Dalton, GA (PRWEB) February 10, 2014
California residents are being urged to reduce water consumption on a voluntary basis by twenty percent after state officials announced that they were not going to provide additional water services for over half the residents of the state on January 31.
This announcement came on the heels of Gov. Jerry Brown’s declaration of a drought emergency, with more than a dozen communities in danger of running out of water before summer. Gov. Brown encouraged residents to “take shorter showers and turn the water off when brushing your teeth.”
Drought conditions are predicted to “persist or intensify” through at least April in parts of 17 U.S. states, according to the Climate Prediction Center at the National Weather Service. Many of those states are located in the Southwestern region of the country.
Lake Mead, the reservoir created by the Hoover Dam, has dwindled to some of its lowest levels ever. According to the U.S. Department of the Interior and the Bureau of Reclamation, water levels are more than 120 feet below capacity.
Fed by the Colorado River, Lake Mead is a source of water for much of the Southwest, as well as an energy provider for Southern California and parts of Arizona and Nevada. Water levels are projected to drop at least 20 feet in 2014, according to a recent New York Times report.
Water rationing is voluntary in some areas, but as drought conditions worsen, it could become mandatory. That means no car washes, and no water for lawns or landscape irrigation. These measures could force homeowners to rethink the way they maintain their yards and green spaces.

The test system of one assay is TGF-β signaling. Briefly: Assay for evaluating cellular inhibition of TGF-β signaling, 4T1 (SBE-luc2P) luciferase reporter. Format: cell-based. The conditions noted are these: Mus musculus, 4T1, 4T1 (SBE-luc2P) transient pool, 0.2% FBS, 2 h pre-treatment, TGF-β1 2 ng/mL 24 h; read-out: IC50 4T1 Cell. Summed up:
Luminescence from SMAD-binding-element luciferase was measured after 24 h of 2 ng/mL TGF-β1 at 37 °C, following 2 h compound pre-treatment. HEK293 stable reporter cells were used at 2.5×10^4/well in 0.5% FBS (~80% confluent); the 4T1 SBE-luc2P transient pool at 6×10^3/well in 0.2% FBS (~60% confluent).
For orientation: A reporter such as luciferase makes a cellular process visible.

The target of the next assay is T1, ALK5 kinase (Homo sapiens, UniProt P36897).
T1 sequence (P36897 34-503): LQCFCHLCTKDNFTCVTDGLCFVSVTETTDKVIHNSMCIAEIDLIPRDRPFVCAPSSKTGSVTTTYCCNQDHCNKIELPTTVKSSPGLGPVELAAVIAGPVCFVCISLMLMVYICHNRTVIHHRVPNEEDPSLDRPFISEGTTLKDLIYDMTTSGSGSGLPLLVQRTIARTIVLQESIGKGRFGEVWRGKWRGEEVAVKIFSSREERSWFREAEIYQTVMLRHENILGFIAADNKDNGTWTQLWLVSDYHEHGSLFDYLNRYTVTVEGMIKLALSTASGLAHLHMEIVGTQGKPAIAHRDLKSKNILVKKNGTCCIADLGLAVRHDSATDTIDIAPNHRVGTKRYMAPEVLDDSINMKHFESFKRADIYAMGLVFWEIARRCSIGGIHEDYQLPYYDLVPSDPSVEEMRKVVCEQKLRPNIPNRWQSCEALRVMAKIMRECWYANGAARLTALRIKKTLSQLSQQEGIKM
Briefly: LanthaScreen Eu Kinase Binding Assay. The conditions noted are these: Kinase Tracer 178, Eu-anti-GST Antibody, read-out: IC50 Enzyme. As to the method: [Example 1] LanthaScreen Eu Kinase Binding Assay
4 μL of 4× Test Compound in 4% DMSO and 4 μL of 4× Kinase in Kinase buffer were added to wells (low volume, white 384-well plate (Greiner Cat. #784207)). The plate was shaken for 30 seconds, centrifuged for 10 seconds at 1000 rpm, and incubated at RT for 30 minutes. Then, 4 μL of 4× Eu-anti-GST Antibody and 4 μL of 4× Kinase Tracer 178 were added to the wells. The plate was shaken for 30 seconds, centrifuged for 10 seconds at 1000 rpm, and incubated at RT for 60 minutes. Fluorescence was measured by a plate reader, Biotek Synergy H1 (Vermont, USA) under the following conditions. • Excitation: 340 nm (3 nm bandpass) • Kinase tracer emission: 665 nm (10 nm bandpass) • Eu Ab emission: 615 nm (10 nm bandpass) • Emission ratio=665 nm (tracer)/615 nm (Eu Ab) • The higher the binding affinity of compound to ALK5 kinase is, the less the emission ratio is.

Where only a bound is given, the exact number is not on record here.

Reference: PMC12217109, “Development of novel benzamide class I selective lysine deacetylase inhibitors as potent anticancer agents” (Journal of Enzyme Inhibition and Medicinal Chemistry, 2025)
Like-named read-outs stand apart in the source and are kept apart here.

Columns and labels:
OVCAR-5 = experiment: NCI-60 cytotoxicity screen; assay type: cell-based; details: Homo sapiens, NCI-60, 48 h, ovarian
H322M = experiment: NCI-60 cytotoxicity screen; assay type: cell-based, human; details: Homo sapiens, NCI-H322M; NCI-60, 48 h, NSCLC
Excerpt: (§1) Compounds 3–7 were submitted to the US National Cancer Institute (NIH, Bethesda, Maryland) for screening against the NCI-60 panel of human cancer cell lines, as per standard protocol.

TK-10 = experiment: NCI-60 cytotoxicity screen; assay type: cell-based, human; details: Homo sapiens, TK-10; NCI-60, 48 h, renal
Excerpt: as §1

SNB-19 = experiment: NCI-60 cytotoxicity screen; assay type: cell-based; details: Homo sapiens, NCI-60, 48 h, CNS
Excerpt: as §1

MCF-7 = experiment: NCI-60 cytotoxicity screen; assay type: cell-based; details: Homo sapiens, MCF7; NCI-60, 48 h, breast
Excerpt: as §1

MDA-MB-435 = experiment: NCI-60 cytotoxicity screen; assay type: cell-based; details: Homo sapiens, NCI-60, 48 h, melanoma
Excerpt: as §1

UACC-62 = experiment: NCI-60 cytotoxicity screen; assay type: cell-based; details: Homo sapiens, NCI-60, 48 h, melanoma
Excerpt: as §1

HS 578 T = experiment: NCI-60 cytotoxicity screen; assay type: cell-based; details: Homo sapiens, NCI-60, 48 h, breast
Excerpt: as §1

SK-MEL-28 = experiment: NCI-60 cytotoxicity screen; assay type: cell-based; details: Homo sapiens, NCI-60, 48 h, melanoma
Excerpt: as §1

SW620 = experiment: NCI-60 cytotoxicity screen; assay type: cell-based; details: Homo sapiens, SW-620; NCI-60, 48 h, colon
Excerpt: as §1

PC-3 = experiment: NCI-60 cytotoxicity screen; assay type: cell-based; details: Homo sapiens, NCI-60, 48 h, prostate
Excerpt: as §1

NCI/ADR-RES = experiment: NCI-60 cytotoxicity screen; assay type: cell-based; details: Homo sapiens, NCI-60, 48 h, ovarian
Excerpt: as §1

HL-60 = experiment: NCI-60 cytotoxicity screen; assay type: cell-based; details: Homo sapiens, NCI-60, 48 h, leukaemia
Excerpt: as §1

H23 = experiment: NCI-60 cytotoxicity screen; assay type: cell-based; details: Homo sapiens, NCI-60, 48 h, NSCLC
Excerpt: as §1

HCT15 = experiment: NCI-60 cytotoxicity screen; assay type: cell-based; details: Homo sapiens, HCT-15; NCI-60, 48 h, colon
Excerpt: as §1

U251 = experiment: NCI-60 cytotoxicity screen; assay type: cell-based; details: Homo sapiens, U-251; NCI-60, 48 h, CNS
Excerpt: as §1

Here are four ways to drought-proof your yard:
Southern California’s Metropolitan Water District is recycling sewage effluent, giving away high-efficiency water nozzles and subsidizing items like artificial turf. Several states in the region offer tax rebates for home owners who install synthetic turf lawns and landscapes.
Any sports fan would know that synthetic turf has come a long way over the years, and now looks more natural than ever. Companies like Synthetic Turf International (STI) specialize in providing synthetic turf for residential and commercial uses that looks and performs like natural grass that could save 99,000 gallons of water each year for an average lawn of 1,800 square feet. The SoftLawn product from STI requires virtually zero maintenance, can be easily maintained with a leaf blower and is made from 100 percent biodegradable or recyclable materials. Considering the average homeowner spends 150 hours a year maintaining his lawn, you can save a lot of time and money by going synthetic. Examples of synthetic lawns can be found at http://www.synthetic-turf.com.
If you’re tired of maintaining your yard when the mercury soars and the rain stays away, it might be time to adjust your planting strategy this spring to make your yard naturally resilient. Most drought resistant improvements are good for the environment too, allowing you to feel good while you also save yourself time, money and effort.
About Synthetic Turf International
Headquartered in Dalton, Georgia, Synthetic Turf International (http://www.synthetic-turf.com), a division of Controlled Products, produces the highest quality synthetic turf in the industry for every possible application. Sustainability, innovation, research, the ability to customize deliverables and the use of advanced, state-of-the art technology are key priorities for the organization. Established in 1989, Controlled Products is an ISO 9001, ISO 14001 and OHSAS 18001 company. As a founding member of the Synthetic Turf Council (STC), and a STC Certified Manufacturer/Supplier, their expertise is unmatched in the industry. Their synthetic turf products are currently in use in thousands of athletic fields, playgrounds, landscape projects, golf courses and indoor sport facilities throughout the world. To learn more, visit http://www.synthetic-turf.com, call (800) 405-7455 or contact the company at 200 Howell Drive, Dalton, Georgia 30721.